Monday, April 16, 2018

The Role of Population and Family Planning in Peace and Security

This coming Thursday Richard Cincotta of the Wilson Center in Washington, DC is going to host a meeting (with a live webcast for those of us who can't be there) on a vitally important topic: "A More Secure World: The Role of Population and Family Planning in Peace and Security."
Population dynamics, including changes in age structure, may impact peace and security in fragile and developing states. Today’s young people are the largest generation of youth in the history of the world, and where governments are not able to provide them with the education, services, and employment they need, instability may arise. And in conflict-affected areas, the security of women and girls is further compromised by lack of access to reproductive health care and family planning.
Educating and empowering women, including ensuring access to voluntary family planning services, can help support peace and stability goals by increasing the foundation for stability. And where families can choose the number and timing of their children, women may have more opportunity to take part in civil society and peacebuilding.
Join us for a discussion on the connections between population dynamics and stability and the policy options for fulfilling the peace pillar of the Sustainable Development Goals.
If Richard Cincotta's name and these themes sound familiar, it may be that you read my blog post two weeks ago talking about his research. Check that out, and then calendar this Wilson Center event (Thursday, 19 April 2018 from 9-11AM EDT) so that you can be there in person or watch it live on the internet. I don't think we'll be disappointed.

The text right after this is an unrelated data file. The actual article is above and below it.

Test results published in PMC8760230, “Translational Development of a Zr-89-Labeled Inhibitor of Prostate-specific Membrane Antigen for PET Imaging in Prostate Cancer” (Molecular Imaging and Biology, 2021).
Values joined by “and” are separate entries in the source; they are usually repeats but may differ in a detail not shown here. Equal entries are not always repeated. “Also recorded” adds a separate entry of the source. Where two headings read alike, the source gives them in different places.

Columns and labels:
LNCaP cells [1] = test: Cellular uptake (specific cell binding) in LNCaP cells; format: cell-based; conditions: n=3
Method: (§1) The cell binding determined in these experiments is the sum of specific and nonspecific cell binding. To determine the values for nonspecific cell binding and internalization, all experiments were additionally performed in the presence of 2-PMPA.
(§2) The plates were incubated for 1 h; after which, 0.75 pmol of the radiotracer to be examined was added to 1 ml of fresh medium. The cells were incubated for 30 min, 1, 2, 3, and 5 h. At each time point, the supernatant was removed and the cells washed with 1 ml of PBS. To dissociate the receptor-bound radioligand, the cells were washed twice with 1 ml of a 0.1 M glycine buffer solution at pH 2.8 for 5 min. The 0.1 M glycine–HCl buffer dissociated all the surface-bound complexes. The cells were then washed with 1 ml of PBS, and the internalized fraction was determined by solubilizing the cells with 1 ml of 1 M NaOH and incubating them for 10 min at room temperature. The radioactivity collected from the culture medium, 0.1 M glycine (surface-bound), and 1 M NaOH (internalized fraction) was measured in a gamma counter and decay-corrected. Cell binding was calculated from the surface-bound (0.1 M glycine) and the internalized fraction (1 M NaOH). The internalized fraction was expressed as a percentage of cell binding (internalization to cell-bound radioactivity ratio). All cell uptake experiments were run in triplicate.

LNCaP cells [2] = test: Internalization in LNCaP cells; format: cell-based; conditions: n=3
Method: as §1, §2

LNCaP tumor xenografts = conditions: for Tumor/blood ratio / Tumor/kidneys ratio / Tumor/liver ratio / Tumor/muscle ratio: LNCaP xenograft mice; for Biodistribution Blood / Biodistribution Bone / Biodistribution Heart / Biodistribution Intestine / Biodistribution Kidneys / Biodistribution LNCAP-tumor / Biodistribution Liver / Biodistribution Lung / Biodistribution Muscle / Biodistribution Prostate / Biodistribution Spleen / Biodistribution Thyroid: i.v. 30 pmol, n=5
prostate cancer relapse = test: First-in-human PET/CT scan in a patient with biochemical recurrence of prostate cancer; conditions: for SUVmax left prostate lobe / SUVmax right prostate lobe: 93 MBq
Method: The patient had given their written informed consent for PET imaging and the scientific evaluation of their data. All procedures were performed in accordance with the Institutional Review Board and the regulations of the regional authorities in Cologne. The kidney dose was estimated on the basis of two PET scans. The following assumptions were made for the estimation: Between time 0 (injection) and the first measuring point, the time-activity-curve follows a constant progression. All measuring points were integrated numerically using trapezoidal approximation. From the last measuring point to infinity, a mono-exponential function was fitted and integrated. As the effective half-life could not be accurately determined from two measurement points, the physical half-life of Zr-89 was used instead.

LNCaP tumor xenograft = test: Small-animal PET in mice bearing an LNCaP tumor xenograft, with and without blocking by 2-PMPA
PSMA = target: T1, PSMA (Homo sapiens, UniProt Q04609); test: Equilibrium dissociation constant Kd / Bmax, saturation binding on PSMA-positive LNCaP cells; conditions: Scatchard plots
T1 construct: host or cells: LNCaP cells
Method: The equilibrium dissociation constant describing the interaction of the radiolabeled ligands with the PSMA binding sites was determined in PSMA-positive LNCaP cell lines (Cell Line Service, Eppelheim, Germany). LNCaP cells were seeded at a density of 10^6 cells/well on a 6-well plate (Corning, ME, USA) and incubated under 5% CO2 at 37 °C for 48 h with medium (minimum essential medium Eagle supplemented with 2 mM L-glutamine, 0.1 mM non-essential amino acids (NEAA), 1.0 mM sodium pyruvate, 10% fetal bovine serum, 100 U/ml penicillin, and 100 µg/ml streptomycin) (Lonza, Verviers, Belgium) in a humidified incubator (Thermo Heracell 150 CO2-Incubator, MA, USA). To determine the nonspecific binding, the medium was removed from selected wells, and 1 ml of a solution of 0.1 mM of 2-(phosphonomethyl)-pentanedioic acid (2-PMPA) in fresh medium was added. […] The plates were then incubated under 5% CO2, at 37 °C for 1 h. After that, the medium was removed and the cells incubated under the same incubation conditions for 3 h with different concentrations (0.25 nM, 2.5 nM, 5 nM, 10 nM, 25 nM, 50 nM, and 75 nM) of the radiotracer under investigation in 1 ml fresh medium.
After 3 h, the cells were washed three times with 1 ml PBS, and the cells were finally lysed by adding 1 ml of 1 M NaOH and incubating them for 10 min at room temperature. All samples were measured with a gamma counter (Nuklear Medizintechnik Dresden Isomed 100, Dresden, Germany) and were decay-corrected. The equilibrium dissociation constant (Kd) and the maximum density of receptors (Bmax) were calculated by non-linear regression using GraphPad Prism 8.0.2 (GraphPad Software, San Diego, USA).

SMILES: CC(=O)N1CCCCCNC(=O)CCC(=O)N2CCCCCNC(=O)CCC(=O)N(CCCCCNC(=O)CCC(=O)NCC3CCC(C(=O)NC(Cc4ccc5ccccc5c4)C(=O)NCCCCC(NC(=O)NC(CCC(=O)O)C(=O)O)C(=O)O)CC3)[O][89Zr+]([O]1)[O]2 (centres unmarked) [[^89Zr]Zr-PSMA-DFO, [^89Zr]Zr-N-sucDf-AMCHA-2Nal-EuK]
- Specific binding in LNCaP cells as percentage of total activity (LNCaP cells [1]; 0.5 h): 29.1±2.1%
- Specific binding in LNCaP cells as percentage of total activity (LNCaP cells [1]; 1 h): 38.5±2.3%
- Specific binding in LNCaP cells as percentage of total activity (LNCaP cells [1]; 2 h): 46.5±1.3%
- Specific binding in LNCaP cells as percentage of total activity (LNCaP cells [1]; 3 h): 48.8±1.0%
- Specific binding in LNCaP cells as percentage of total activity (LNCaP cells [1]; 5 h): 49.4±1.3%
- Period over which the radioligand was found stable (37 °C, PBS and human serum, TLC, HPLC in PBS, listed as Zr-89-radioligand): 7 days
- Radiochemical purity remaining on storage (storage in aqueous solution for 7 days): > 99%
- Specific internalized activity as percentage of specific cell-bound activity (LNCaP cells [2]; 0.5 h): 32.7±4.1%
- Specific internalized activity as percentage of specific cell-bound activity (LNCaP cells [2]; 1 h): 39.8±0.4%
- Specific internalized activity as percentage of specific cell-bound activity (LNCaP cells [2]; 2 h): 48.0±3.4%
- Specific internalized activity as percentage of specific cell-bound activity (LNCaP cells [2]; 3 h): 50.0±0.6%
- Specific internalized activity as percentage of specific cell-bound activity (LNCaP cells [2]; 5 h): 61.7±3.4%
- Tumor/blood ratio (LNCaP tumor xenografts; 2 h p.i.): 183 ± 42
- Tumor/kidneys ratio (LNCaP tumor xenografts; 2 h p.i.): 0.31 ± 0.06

Saturday, April 14, 2018

Nigeria's Oil Can Be Bad For Health

Oil has lifted Nigeria's economy and a better economy should be good for the health of the population. However, a recent report suggests that being too close to the oil is not such a good thing. 
...[G]rowing evidence suggests that the very same oil is also deepening a health divide between the country’s oil heartland and the rest of the nation. Between 2006 and 2016, life expectancy in Nigeria increased for men by seven years, to 63.7, and eight years for women, to 66.4. Yet in the Niger Delta region, life expectancy has fallen to between 40 and 43 years, according to the UN Environment Programme (UNEP). Experts worry this sharpening gulf could further complicate efforts to bring peace to the conflict-torn Niger Delta. 
The problem is oil spills. If oil could be drilled and piped without ever spilling, then things might be OK. But, as the world has seen over and over again, oil spills happen, and they have serious negative consequences.
But the impact on human health is only now becoming clear. Research led by economist Roland Hodler from the University of St. Gallen in Switzerland published in September 2017 has shown that these oil spills are baby killers. Using spatial data from the Nigerian Oil Spill Monitor and the Demographic and Health Surveys, and relying on the comparison of siblings conceived before and after nearby oil spills, the researchers found that children born close to oil spills were twice as likely to die early. Of the 16,000 infants they sampled among those who died within the first month of their life in 2012, 70 percent — more than 11,000 — would have survived at least a year in the absence of oil spills, their findings suggest. And those who survive die much earlier than peers in other parts of the country. The UNEP attributes this disparity to lifetime exposure to contaminated air, water sources, soil and sediment resulting from oil spills.
I looked at infant mortality rates and under-five mortality rates calculated from the DHS data, and did not find this pattern at the regional level. Indeed, the southern regions of Nigeria have lower mortality levels than the northern regions, but the readily-available DHS data do not have the local spatial scale discussed in this report. 

Wednesday, April 11, 2018

Fertility and Religion in the Middle East

A couple of days ago I discussed Iran's "eye-popping" demographics--rapid population growth followed by a state-sponsored (but not mandated) drop in fertility. That blog post elicited two good comments that are worthy of contemplation. 

First, Duane Miller noted that Iran now has the fastest aging population in the world. I haven't had time to verify that it is the fastest, but there is no doubt from United Nations Population Division data that it is fast. Indeed, by the middle of this century, the UNPD projects that 23% of Iran's population will be 65+. This is similar to where Japan, Italy, and Spain (among others) are right now, so at least Iran will have some role models.